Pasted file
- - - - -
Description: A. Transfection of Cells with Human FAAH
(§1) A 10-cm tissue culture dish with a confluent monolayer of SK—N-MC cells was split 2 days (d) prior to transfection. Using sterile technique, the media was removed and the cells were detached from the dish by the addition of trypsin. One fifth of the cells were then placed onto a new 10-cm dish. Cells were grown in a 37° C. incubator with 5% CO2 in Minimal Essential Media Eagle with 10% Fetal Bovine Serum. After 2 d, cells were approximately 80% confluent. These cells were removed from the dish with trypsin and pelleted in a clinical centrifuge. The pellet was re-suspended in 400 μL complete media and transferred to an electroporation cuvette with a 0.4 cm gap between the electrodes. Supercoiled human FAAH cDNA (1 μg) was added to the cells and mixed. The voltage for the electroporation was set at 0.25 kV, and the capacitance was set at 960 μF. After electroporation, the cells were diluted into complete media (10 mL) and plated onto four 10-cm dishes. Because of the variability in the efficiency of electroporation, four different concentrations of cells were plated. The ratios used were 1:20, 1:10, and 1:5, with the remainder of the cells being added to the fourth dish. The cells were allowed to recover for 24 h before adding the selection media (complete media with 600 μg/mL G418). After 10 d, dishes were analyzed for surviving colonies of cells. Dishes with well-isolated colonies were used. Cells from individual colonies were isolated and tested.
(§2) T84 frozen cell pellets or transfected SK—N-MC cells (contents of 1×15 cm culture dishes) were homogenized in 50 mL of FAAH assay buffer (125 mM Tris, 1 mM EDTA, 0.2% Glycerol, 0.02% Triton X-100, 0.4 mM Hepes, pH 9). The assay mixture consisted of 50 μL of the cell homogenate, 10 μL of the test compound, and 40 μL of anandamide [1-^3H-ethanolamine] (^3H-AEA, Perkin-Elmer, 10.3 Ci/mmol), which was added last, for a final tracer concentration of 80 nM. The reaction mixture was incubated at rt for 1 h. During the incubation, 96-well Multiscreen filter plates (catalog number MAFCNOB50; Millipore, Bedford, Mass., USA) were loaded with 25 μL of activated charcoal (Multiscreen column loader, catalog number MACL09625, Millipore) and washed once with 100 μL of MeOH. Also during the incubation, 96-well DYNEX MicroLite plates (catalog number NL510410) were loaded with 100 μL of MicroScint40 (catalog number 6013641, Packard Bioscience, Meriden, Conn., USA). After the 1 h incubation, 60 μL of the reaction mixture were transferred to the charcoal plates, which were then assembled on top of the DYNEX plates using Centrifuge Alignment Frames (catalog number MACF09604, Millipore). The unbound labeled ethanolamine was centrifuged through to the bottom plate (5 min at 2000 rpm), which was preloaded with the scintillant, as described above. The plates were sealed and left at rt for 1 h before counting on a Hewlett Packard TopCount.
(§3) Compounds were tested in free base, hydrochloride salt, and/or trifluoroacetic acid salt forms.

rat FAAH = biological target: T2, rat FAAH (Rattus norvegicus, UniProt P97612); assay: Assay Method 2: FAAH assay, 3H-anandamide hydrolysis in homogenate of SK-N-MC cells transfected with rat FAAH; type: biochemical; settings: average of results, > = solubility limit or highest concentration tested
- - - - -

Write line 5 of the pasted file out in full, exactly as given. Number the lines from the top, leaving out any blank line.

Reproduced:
rat FAAH = biological target: T2, rat FAAH (Rattus norvegicus, UniProt P97612); assay: Assay Method 2: FAAH assay, 3H-anandamide hydrolysis in homogenate of SK-N-MC cells transfected with rat FAAH; type: biochemical; settings: average of results, > = solubility limit or highest concentration tested